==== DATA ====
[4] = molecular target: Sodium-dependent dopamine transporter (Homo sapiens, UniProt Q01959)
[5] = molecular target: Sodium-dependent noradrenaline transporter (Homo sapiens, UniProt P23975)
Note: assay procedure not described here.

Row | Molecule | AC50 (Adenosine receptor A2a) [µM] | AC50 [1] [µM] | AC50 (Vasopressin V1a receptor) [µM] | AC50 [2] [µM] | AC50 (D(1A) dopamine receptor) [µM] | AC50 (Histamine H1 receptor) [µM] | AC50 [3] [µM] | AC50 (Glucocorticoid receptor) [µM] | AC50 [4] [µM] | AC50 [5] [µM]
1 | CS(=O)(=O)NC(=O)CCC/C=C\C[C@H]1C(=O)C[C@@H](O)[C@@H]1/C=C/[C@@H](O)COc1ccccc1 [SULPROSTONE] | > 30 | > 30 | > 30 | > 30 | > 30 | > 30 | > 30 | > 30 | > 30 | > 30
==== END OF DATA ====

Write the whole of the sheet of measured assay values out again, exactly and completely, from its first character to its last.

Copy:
[4] = molecular target: Sodium-dependent dopamine transporter (Homo sapiens, UniProt Q01959)
[5] = molecular target: Sodium-dependent noradrenaline transporter (Homo sapiens, UniProt P23975)
Note: assay procedure not described here.

Row | Molecule | AC50 (Adenosine receptor A2a) [µM] | AC50 [1] [µM] | AC50 (Vasopressin V1a receptor) [µM] | AC50 [2] [µM] | AC50 (D(1A) dopamine receptor) [µM] | AC50 (Histamine H1 receptor) [µM] | AC50 [3] [µM] | AC50 (Glucocorticoid receptor) [µM] | AC50 [4] [µM] | AC50 [5] [µM]
1 | CS(=O)(=O)NC(=O)CCC/C=C\C[C@H]1C(=O)C[C@@H](O)[C@@H]1/C=C/[C@@H](O)COc1ccccc1 [SULPROSTONE] | > 30 | > 30 | > 30 | > 30 | > 30 | > 30 | > 30 | > 30 | > 30 | > 30